Here’s the one I bought a few years back:

  • John W - February 7, 2008

    Emeriol, once in a while you’ve got to splurge on that Hunzinger habit of yours 😉

  • 1881victorian - February 8, 2008

    Looks like the item description has been revised & no longer includes the “Original; 1850-1899” claim on age.

    I would bet very big money that this is the same table that AC Antiques was selling as a reproduction about 6 years ago. As I recall, they were offering this “faithfully reproduced” table and a smaller repro candlestand sort of table. I thought about buying one back then (it is very pretty, afterall), but, hey, why buy a repro?

    As an aside, I don’t think that I have ever seen an old marble top with the same edge profile as this one (the hard chine at the top surface–before becoming a curve). Also, in addition to every surface looking BRAND NEW, the grain of the wood doesn’t look as tight as what I would expect…and I would expect a veneer panel/strip, maybe of burl, in those areas just under the marble top centered between the gilt-&-ebonized horizontal stripes.

    …just my opinion…

    – Jason

  • Michadi Antiques - February 8, 2008

    As someone who restores quite a bit of antique furniture, this is an issue that strikes close to the heart. I generally try to keep things as original as possible and still look “good”, however having said that I constantly have to make a subjective judgment as to what looks good and what does not. Often times in order to achieve this desired state of goodness, I find it necessary to alter the piece more than I would prefer. People would be amazed at how many pieces of fine furniture have been relegated to “garage duty” at some point in the past, and are used to store nuts, bolts and used car parts in. Consequently the resulting damage was not an issue at the time, but as time has passed these items have once again become valuable and end up in my shop.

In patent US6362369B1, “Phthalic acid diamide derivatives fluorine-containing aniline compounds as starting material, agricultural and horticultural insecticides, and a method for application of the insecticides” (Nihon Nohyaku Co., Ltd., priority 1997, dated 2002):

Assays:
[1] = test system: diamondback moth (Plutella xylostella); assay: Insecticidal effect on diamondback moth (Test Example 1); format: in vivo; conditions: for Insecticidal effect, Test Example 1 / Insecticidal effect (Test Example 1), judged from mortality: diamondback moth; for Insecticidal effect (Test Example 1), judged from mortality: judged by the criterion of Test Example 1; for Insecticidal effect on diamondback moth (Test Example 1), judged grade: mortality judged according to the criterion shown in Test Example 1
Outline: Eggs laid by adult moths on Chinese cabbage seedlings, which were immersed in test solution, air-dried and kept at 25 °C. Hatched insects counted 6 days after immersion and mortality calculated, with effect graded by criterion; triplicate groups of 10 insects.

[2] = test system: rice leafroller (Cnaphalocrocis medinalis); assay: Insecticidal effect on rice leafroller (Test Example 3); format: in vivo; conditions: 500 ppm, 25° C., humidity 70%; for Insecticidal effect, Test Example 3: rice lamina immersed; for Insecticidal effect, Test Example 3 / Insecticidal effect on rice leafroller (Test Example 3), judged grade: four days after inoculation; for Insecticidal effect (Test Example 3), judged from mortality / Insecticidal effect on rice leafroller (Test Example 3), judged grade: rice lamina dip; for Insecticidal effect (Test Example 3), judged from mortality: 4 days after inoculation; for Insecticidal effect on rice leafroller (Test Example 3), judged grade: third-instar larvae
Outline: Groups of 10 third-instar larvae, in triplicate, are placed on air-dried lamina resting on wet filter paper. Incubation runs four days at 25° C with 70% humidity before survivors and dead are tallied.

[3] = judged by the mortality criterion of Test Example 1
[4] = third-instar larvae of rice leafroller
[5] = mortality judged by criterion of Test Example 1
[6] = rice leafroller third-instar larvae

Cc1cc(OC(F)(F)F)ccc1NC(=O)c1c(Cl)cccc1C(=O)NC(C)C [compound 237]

A second issue aside from the normal 150 years of wear and tear, are the problems related to previous amateur repairs that are encountered in perhaps 80 percent of the furniture I deal with. I literally spend more time attempting to correct bad restoration work than any other activity. My wife often will find me in the shop cursing and complaining about the damage a well intentioned person has inflicted on a piece, that has aggravated the original defect, caused other problems in the process, and now made it much more difficult to correctly restore.

    Unfortunately the sad fact is most antique furniture you will encounter is not in the original condition. A correctly done restoration will attempt to remain as true to the condition the piece was in when it left the factory as possible, yet still retain the history of a century or more of use. This is the balancing act and dilemma that the restorer faces, as these two issues can be mutually exclusive.


  • John W - February 8, 2008

    Jason, I never got a response from them for pictures or whether they knew if it was a repro. Now the listing changes…hmmm…

    A side note about repairs that Michael mentions done to correct “damage a well intentioned person has inflicted on a piece, that has aggravated the original defect” – my repair guy calls these a$$h0le fixes that need to be re-repaired.